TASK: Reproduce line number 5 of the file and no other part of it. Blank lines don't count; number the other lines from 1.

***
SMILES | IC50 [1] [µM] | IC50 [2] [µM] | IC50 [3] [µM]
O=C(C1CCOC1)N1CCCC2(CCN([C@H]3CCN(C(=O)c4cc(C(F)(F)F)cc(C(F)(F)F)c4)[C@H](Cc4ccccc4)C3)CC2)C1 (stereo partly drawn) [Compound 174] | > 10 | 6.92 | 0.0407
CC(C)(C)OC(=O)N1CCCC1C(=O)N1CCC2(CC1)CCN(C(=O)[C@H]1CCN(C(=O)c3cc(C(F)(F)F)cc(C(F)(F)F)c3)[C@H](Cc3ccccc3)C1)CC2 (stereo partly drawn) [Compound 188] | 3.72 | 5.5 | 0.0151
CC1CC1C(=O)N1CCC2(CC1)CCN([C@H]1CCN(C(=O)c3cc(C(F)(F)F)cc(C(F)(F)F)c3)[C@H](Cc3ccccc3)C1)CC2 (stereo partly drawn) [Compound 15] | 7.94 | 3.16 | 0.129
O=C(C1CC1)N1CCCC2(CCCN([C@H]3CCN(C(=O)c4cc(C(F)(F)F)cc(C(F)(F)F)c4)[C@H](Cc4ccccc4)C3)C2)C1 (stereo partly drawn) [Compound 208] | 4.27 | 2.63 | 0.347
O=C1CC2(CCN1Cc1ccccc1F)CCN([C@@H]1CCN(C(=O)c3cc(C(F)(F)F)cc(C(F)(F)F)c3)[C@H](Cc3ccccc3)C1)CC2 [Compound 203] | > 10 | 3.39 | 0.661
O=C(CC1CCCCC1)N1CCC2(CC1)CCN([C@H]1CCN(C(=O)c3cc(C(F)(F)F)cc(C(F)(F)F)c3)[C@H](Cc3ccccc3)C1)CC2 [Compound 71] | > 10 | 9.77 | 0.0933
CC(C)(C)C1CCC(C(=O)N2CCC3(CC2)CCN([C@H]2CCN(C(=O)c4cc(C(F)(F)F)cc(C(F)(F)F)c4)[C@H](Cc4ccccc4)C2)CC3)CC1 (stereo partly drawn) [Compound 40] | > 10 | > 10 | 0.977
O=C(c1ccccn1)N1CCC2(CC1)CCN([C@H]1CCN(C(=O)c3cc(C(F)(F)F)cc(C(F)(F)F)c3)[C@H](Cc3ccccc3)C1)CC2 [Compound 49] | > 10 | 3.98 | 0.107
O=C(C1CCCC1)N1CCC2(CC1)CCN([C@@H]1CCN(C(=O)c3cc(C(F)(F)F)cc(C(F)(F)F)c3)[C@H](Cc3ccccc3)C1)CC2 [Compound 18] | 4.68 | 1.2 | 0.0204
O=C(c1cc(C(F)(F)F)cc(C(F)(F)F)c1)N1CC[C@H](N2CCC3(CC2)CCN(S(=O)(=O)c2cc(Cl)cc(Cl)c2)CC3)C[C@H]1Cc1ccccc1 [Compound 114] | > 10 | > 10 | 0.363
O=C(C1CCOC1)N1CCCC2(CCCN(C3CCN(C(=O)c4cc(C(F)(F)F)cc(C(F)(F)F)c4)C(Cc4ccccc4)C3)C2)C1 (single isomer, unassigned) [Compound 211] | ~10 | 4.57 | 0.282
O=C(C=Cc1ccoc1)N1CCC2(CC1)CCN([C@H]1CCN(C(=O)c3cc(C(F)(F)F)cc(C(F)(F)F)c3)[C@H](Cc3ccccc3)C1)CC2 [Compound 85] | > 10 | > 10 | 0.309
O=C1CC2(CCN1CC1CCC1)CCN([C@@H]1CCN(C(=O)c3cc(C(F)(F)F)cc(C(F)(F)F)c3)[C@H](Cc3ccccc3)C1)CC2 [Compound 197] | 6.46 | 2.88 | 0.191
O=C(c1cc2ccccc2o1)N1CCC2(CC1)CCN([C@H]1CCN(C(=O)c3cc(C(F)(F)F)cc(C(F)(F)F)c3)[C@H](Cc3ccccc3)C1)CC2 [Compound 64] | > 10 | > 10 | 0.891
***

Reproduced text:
O=C(C1CC1)N1CCCC2(CCCN([C@H]3CCN(C(=O)c4cc(C(F)(F)F)cc(C(F)(F)F)c4)[C@H](Cc4ccccc4)C3)C2)C1 (stereo partly drawn) [Compound 208] | 4.27 | 2.63 | 0.347